Notes from letters
Beats from letters
by Kyle Stetz
Control Cuemix remotely using TouchOSC
An acoustically interesting dome in an abandoned spy station at the highest point in Berlin.
We ran into flutist Thomas Von Der Brücke in the woods around Teufelsberg. Thomas has often recorded and performed in the dome. He invited us to come along for a tour.
Thomas on Flute…
Thomas on vocals and flute, with me on percussion
Photographs by Rebecca Zicarelli
Overlapping loops of varying duration to represent natural cycles.
In October I collaborated with Wade Kavanaugh and Stephen P. Nguyen to compose and perform the sounds of a glacier for their installation at the Gem theatre in Bethel, Maine. The glacier was made from paper.
Wade and Stephen:
A time-lapse video of the project:
A time-lapse video of a similar project they did in Minnesota 2005:
The approach was to take a series of ambient loops and organize them by duration. The longer loops would represent the slow movement of time. Shorter loops would represent events like avalanches. One-shot samples would represent quick events, like the cracking of ice.
It took several iterations to produce something slow and boring enough to be convincing. I used samples from the Ron MacLeod’s Cyclic Waves library from Cycling 74 https://www.ableton.com/en/packs/cyclic-waves/. Samples were pitched down to imply largeness.
Each vertical column in an Ableton Live set represents a time-frame of waves. That is, the far left column contains quick events and the far right column contains long cycle events. Left to right, the columns have gradually increasing cycle durations. I used a Push controller to trigger samples in real time as people walked through the theatre to see the glacier.
The theatre speakers were arranged in stereo but from front to back. Since the glacier was also arranged along the same axis, a slow auto-panning effect sent sounds drifting off into the distance, or vice versa. Visually and sonically there was a sense that the space extended beyond the walls of the theatre.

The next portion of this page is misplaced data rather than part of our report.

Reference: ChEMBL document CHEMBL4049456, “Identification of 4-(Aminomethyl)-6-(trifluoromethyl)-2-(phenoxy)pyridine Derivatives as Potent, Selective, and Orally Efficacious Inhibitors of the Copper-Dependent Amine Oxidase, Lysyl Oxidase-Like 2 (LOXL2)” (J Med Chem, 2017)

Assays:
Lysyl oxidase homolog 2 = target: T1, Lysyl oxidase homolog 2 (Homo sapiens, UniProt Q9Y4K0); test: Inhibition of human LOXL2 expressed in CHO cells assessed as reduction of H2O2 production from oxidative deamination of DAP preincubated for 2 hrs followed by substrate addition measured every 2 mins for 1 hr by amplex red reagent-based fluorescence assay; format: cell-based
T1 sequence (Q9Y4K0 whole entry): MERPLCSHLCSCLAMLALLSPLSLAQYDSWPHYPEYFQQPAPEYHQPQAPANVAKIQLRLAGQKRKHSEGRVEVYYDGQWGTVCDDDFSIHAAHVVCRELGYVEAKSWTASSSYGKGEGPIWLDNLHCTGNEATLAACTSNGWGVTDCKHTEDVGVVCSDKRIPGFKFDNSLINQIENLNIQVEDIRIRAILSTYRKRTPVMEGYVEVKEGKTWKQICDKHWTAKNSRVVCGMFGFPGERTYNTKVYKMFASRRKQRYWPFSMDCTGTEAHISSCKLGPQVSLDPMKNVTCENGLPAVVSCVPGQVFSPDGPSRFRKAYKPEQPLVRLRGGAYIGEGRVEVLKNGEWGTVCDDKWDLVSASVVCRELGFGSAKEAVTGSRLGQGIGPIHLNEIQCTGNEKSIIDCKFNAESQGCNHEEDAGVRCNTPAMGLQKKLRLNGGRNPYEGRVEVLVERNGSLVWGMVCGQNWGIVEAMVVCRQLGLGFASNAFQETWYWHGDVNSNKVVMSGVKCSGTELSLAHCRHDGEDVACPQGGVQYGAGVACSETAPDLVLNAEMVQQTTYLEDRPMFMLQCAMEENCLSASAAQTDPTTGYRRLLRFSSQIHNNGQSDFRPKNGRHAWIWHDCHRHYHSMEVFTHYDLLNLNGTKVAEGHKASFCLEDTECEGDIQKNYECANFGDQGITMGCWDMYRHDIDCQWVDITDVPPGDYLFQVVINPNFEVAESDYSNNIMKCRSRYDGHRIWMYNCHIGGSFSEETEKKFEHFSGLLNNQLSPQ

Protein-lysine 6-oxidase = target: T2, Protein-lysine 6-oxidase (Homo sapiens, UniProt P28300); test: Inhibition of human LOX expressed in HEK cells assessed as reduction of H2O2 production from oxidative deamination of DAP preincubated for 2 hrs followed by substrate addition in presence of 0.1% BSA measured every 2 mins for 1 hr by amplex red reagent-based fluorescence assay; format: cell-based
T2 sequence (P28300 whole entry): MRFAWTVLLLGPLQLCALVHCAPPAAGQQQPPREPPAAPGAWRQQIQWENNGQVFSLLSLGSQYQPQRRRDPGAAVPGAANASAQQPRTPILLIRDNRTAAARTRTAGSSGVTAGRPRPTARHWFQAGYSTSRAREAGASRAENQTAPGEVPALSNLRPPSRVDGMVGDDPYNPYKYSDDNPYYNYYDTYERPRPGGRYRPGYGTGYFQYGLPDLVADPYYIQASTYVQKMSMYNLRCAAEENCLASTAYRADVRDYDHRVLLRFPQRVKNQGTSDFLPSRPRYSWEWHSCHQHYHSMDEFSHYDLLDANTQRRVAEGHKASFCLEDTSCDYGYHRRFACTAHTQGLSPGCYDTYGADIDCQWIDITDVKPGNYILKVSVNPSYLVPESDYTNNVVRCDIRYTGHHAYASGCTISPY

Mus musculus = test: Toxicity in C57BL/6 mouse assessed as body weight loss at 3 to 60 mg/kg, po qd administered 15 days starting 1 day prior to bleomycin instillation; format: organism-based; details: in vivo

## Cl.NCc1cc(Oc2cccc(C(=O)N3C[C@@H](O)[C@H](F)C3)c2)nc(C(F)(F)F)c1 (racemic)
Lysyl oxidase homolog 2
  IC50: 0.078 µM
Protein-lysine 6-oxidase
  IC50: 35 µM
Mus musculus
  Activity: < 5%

In the “control room” above the theatre… using Push to trigger samples and a Korg NanoKontrol to set panning positions of each track:
The performance lasted about 45 minutes. Occasionally the cracking of ice would startle people in the room. There were kids crawling around underneath the paper glacier. Afterwards we just let the sounds play on their own. A short excerpt:
Photographs by Rebecca Zicarelli.
Characters drawn with characters.
On auto-generating ascii art…
Mplayer AALIB support: http://archive.oreilly.com/pub/h/4441
sudo install aalib
To install mplayer in macports:
sudo port install mplayer-devel
To watch a ‘normal video’
To watch an “ascii video”
mplayer -vo aa video1.avi
So far have not been able to get aalib running with mplayer in macports. Here’s how it works in linux: http://jamsubuntu.blogspot.com/2008/10/how-to-watch-any-video-in-ascii.html
Jitter gen examples.
By Kagami Shota
Why would you write Jitter code inside a js object?
- Math expressions
- File IO
- Borrowed code
- You’re just that way
Here’s an example to get started with. It downsamples a movie and changes the background color. Something I often dream about.
- patch: downsamp-thing.maxpat
Tutorials by Gregory Taylor
gen~ for beginners (not Jitter) https://cycling74.com/wiki/index.php?title=gen~_For_Beginners
- The Joy of Swiz: https://cycling74.com/2012/02/02/gen-tutorial-2a-the-joy-of-swiz/
- Adventures in Vectorland: https://cycling74.com/2012/02/02/gen-tutorial-2b-adventures-in-vectorland/
- The Fine Art of Surfacing: https://cycling74.com/2012/03/16/gen-tutorial-3-the-fine-art-of-surfacing/
Pixelface (gen): https://www.youtube.com/watch?v=e49qgv5NuUQ
Experiments in particle generation
download patches: http://www.itaru.org/ilog/2012/11/12/inky-particle/
Party Lights (From Jitter Recipes book 4) https://cycling74.com/2012/03/20/jitter-recipes-book-four/5/